Fast Five Quiz: What Do You Know About Eczema?

William James, MD

Disclosures

January 06, 2017

The role of food antigens in the pathogenesis of AD is controversial, both in the prevention of AD and by the withdrawal of foods in persons with established disease. Because of the controversy regarding the role of food in AD, most physicians do not withdraw food from the diet. Nevertheless, acute food reactions (urticaria and anaphylaxis) are commonly encountered in children with AD.

Clinical infection with Staphylococcus aureus often causes a flare of AD, and S aureus has been proposed as a cause of AD by acting as a superantigen. Similarly, superinfection with herpes simplex virus can also lead to a flare of disease and a condition referred to as eczema herpeticum.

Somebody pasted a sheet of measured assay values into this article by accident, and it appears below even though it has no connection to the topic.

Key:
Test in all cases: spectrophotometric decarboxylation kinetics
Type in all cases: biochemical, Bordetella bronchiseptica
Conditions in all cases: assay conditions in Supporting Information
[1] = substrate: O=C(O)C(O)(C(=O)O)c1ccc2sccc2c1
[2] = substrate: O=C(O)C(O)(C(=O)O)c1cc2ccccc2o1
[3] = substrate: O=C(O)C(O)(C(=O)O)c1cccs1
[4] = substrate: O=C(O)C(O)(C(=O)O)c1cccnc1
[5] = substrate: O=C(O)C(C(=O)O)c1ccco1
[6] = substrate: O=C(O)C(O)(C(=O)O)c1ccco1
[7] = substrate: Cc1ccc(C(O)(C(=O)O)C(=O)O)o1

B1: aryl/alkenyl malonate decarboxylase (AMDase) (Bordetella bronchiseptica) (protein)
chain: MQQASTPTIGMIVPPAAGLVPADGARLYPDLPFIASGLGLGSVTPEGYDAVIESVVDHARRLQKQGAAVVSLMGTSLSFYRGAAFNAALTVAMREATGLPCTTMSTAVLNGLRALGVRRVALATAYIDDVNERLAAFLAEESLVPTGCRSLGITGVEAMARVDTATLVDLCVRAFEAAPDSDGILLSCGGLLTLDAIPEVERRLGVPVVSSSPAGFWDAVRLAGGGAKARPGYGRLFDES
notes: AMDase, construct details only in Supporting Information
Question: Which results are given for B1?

The hygiene hypothesis is touted as a cause for the increase in AD. This attributes the rise in AD to reduced exposure to various childhood infections and bacterial endotoxins.

AD flares occur in extremes of climate. Heat is poorly tolerated, as is extreme cold. A dry atmosphere increases xerosis. Sun exposure improves lesions, but sweating increases pruritus. These external factors act as irritants or allergens, ultimately setting up an inflammatory cascade.

For more on the causes of AD, read here.

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